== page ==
There’s a lot you may not know about the Central Intelligence Agency (CIA) – for good reason. The three big letters, CIA, conjure images of spyglasses, trenchcoats, and the furtive glances in tuxedos that sneak around Hollywood backlots. But there is one image you may not associate with the CIA: Space.

The CIA is the premier agency responsible for providing global intelligence on the political, social, economic, technological and military environment; and CIA officers working at the National Reconnaissance Office (NRO) are putting the global in global intelligence. The NRO is the US Government Agency in charge of designing, building, launching and maintaining America’s intelligence satellites. Frequently, NRO satellites are the only systems able to access critical areas of interest and gather data not available from other sources.

These out-of-this-world systems are critical to national security, US policymakers and war fighters. They provide the foundation for global situational awareness and help address the nation’s toughest information challenges.

A lot of what the NRO does remains a secret, but here are just a few of the things for which we rely on the NRO:

  • Monitoring the proliferation of weapons of mass destruction.
  • Tracking international terrorists, drug traffickers and criminal organizations.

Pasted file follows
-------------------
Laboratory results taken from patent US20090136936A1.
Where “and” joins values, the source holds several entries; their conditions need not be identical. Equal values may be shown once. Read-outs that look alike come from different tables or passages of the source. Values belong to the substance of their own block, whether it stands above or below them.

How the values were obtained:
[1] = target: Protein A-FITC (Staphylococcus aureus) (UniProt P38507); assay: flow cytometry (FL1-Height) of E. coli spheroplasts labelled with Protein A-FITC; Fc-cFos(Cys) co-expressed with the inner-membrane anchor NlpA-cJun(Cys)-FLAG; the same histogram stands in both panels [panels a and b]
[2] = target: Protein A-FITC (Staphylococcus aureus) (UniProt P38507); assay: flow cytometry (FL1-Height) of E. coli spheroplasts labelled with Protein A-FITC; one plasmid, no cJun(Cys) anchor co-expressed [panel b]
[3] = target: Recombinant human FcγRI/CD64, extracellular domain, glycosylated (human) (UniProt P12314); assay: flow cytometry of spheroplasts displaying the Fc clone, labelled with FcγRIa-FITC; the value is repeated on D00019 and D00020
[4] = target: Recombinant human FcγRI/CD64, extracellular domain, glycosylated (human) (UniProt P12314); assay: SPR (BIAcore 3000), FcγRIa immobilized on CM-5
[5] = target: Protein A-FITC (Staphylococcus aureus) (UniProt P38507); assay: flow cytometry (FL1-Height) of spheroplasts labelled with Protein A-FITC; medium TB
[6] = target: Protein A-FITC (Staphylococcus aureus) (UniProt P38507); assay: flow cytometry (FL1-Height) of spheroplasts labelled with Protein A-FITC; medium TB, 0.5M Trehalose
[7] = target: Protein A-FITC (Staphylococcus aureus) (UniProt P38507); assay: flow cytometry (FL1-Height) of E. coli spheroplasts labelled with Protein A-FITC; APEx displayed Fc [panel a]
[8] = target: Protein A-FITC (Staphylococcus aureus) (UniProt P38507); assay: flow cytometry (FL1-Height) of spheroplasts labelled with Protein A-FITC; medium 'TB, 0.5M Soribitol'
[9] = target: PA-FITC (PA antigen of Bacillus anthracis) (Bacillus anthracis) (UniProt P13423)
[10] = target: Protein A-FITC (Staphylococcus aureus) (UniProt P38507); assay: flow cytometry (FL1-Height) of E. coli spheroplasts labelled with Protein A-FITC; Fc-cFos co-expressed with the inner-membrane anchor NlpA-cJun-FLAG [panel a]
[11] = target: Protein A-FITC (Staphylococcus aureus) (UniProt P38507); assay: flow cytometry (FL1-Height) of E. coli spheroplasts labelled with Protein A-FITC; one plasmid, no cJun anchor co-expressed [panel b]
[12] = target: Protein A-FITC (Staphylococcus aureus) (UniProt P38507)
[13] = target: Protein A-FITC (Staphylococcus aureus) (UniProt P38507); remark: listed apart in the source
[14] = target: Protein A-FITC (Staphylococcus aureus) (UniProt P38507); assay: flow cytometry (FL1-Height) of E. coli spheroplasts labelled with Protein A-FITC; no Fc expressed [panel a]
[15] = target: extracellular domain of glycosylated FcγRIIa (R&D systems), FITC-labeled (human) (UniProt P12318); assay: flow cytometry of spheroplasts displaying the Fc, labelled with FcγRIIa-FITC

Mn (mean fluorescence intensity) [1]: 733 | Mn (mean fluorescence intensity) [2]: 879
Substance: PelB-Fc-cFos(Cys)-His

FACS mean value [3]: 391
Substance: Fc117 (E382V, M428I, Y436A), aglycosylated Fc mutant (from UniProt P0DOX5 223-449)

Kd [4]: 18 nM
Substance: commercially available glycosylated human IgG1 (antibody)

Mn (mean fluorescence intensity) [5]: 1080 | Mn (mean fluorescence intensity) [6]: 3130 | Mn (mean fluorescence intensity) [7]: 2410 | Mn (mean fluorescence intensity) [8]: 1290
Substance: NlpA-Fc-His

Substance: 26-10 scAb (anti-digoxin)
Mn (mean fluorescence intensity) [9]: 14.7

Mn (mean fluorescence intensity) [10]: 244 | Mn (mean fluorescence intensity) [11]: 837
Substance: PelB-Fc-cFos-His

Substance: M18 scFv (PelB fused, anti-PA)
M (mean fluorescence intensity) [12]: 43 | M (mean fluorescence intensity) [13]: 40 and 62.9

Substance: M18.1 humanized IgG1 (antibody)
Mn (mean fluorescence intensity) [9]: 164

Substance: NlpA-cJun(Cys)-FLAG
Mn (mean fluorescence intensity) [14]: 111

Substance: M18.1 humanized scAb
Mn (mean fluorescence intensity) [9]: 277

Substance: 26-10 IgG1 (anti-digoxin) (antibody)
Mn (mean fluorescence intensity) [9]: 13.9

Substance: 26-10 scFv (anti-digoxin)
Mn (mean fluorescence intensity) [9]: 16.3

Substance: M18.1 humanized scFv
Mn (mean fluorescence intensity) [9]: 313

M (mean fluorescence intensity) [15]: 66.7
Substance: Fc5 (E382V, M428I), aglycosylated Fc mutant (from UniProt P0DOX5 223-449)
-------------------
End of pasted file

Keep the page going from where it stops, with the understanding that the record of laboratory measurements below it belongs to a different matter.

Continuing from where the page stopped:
• Developing highly accurate military targeting data and bomb damage assessments.
  • Supporting international peacekeeping and humanitarian relief operations.
  • Assessing the impact of natural disasters, such as earthquakes, tsunamis, floods and fires.

In addition, NRO systems play a crucial role in providing global communications, precision navigation, early warning of missile launches and potential military aggression, signals intelligence and near real-time imagery to US forces to support the war on terrorism and other continuing operations

The NRO’s work even extends beyond intelligence initiatives – it has also inspired technology in everyday life with contributions to medical imaging, global communications, high-definition television, cellular phones, GPS and much more. The intelligence professionals at the CIA and the NRO work to combine the kind of high-tech wizardry seen in Hollywood with the complex and awe-inspiring challenges of space.

If this piques you interest (and it should), perhaps you should consider a career with the NRO.

What does it take to work there? Advanced technical savvy, a passion for solving complex challenges and the desire to keep America safe. When you work as an NRO Technical Developer through the CIA’s Directorate of Science and Technology, you will drive critical engineering programs and work to advance some of the nation’s most leading-edge intelligence technology.

Learn more about becoming a technical developer by visiting the CIA’s careers website.

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